REDWOOD FALLS - The scenario set up in the Jackpot Junction Convention Center involved a gas explosion at a local hospital with mass casualties and fatalities. A triage tent, a mobile medical hospital and a mobile morgue were set up to teach more than 250 healthcare workers and law enforcement officers from 60 agencies how to respond to a large-scale disaster.
The region's emergency personnel came together Thursday and Friday for an emergency preparedness training exercise put on by the Southwest Emergency Preparedness Team. SWEPT is one of eight federally-granted regional healthcare system preparedness organizations in Minnesota that trains and prepares public health workers for disasters.
"Today is special because we have a lot of assets here in one place," said Jane Braun, director of emergency preparedness for the Minnesota Department of Health. "These types of exercises don't happen very often at this large of a scale. Southwestern Minnesota has done a lot of work... and we're hoping that as these processes get figured out, this learning will be shared throughout the state."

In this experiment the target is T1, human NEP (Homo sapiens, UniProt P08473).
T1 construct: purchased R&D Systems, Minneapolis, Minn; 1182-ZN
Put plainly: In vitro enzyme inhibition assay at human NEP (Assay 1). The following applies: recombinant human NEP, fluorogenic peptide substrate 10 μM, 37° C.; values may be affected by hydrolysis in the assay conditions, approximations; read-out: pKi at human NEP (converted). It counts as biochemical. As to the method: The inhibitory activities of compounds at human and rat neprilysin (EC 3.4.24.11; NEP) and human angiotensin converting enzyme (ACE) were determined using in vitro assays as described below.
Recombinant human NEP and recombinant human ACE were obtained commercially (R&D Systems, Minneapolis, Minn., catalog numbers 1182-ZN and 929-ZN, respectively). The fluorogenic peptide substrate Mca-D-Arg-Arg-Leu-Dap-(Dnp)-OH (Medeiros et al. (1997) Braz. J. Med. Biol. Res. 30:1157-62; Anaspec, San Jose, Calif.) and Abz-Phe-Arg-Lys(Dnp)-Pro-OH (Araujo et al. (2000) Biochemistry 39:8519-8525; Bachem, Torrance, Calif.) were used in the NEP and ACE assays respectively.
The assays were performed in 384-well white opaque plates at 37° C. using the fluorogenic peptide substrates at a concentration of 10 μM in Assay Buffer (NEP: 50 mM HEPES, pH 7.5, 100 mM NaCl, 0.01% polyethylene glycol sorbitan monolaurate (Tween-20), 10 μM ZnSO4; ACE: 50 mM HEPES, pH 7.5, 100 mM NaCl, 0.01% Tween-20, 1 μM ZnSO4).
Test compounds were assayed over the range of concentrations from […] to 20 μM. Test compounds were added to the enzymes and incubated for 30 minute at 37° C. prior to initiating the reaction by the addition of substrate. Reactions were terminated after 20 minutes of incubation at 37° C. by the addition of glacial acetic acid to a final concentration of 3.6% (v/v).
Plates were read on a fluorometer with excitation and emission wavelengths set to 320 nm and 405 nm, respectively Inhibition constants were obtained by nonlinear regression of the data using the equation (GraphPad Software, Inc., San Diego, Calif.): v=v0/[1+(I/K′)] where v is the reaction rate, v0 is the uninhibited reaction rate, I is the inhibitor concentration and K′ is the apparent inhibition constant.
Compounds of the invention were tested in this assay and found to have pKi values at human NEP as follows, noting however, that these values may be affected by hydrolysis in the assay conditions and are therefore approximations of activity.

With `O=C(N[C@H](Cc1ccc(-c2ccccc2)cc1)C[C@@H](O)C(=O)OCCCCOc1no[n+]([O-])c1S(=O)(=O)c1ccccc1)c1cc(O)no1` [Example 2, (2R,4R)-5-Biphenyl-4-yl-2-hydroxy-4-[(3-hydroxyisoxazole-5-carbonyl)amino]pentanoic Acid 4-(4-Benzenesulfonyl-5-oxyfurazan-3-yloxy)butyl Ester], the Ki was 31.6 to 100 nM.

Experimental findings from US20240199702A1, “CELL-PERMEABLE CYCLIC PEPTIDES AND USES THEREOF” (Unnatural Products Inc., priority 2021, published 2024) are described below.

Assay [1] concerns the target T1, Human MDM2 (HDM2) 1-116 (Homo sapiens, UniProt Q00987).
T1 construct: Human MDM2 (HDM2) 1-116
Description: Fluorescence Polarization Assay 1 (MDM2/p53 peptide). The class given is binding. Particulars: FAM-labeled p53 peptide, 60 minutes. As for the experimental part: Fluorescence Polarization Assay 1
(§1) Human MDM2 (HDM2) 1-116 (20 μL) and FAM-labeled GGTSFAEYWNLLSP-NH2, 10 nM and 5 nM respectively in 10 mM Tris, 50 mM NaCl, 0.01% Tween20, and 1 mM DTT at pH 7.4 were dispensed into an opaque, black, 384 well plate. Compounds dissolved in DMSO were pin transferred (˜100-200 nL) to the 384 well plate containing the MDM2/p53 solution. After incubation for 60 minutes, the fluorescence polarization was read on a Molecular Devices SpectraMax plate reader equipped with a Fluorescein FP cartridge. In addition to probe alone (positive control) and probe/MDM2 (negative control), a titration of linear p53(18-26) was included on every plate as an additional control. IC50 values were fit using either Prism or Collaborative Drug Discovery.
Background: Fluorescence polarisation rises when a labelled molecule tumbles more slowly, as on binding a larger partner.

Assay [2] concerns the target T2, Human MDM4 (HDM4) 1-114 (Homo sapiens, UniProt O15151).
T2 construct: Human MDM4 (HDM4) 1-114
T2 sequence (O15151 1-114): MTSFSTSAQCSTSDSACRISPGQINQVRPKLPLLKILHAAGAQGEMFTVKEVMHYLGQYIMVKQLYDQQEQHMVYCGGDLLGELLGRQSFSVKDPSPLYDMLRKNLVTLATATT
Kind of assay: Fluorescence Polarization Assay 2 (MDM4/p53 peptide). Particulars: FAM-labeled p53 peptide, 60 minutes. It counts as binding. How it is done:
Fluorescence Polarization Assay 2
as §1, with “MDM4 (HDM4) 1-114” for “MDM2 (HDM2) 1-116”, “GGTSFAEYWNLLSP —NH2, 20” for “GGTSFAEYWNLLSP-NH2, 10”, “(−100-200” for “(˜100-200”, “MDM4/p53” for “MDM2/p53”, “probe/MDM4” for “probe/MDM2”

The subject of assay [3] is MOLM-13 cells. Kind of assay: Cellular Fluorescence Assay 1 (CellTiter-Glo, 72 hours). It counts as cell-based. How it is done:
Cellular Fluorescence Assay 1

Photo by Anna Haecherl-Smith
Members of the Southwest Emergency Preparedness Team discuss plans of action during a disaster training session Friday.
Dan DeSmet, North Memorial Ambulance's operations manager for the Marshall region, has participated in multiple SWEPT training events before and was glad to have the learning opportunity provided by SWEPT.
"It's a huge collaboration effort between agencies with support from the metro and other regions," DeSmet said. "We also get to build working relationships with so many other agencies and disciplines."